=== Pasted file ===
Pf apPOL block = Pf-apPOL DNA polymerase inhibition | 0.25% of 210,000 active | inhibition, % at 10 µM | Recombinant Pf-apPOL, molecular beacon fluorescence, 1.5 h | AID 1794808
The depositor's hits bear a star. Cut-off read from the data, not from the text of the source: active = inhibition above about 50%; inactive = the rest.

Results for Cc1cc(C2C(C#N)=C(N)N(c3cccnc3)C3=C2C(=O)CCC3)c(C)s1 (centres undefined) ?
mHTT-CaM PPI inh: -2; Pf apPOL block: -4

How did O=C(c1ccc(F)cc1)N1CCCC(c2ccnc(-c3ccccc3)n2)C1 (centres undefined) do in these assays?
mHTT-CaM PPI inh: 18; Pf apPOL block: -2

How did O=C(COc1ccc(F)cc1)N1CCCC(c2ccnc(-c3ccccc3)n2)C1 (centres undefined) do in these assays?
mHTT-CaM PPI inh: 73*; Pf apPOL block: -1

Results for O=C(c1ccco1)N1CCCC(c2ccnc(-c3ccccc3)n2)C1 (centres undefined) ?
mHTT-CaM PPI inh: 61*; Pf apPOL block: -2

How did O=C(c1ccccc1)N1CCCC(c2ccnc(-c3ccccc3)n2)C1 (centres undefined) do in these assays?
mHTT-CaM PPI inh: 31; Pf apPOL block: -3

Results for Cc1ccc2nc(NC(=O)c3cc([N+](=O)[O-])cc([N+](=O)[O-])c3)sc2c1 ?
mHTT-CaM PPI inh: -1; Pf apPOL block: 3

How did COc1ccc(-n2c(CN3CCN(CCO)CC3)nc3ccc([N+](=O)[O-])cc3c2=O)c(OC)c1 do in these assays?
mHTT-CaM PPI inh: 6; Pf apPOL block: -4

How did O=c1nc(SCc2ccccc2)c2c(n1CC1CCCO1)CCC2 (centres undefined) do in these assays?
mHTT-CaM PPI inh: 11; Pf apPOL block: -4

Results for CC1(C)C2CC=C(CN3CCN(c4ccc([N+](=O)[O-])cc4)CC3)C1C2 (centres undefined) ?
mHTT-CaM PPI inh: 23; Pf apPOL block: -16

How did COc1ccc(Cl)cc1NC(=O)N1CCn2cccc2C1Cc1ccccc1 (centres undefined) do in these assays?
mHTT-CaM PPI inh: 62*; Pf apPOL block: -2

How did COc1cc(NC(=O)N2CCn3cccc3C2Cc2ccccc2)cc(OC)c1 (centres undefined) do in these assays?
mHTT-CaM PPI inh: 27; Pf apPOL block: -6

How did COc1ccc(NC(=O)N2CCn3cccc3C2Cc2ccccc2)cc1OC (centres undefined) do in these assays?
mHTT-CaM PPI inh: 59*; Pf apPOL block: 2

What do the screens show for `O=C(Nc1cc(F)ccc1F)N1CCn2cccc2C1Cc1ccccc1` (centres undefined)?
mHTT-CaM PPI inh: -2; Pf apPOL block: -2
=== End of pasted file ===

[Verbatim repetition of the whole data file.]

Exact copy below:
Pf apPOL block = Pf-apPOL DNA polymerase inhibition | 0.25% of 210,000 active | inhibition, % at 10 µM | Recombinant Pf-apPOL, molecular beacon fluorescence, 1.5 h | AID 1794808
The depositor's hits bear a star. Cut-off read from the data, not from the text of the source: active = inhibition above about 50%; inactive = the rest.

Results for Cc1cc(C2C(C#N)=C(N)N(c3cccnc3)C3=C2C(=O)CCC3)c(C)s1 (centres undefined) ?
mHTT-CaM PPI inh: -2; Pf apPOL block: -4

How did O=C(c1ccc(F)cc1)N1CCCC(c2ccnc(-c3ccccc3)n2)C1 (centres undefined) do in these assays?
mHTT-CaM PPI inh: 18; Pf apPOL block: -2

How did O=C(COc1ccc(F)cc1)N1CCCC(c2ccnc(-c3ccccc3)n2)C1 (centres undefined) do in these assays?
mHTT-CaM PPI inh: 73*; Pf apPOL block: -1

Results for O=C(c1ccco1)N1CCCC(c2ccnc(-c3ccccc3)n2)C1 (centres undefined) ?
mHTT-CaM PPI inh: 61*; Pf apPOL block: -2

How did O=C(c1ccccc1)N1CCCC(c2ccnc(-c3ccccc3)n2)C1 (centres undefined) do in these assays?
mHTT-CaM PPI inh: 31; Pf apPOL block: -3

Results for Cc1ccc2nc(NC(=O)c3cc([N+](=O)[O-])cc([N+](=O)[O-])c3)sc2c1 ?
mHTT-CaM PPI inh: -1; Pf apPOL block: 3

How did COc1ccc(-n2c(CN3CCN(CCO)CC3)nc3ccc([N+](=O)[O-])cc3c2=O)c(OC)c1 do in these assays?
mHTT-CaM PPI inh: 6; Pf apPOL block: -4

How did O=c1nc(SCc2ccccc2)c2c(n1CC1CCCO1)CCC2 (centres undefined) do in these assays?
mHTT-CaM PPI inh: 11; Pf apPOL block: -4

Results for CC1(C)C2CC=C(CN3CCN(c4ccc([N+](=O)[O-])cc4)CC3)C1C2 (centres undefined) ?
mHTT-CaM PPI inh: 23; Pf apPOL block: -16

How did COc1ccc(Cl)cc1NC(=O)N1CCn2cccc2C1Cc1ccccc1 (centres undefined) do in these assays?
mHTT-CaM PPI inh: 62*; Pf apPOL block: -2

How did COc1cc(NC(=O)N2CCn3cccc3C2Cc2ccccc2)cc(OC)c1 (centres undefined) do in these assays?
mHTT-CaM PPI inh: 27; Pf apPOL block: -6

How did COc1ccc(NC(=O)N2CCn3cccc3C2Cc2ccccc2)cc1OC (centres undefined) do in these assays?
mHTT-CaM PPI inh: 59*; Pf apPOL block: 2

What do the screens show for `O=C(Nc1cc(F)ccc1F)N1CCn2cccc2C1Cc1ccccc1` (centres undefined)?
mHTT-CaM PPI inh: -2; Pf apPOL block: -2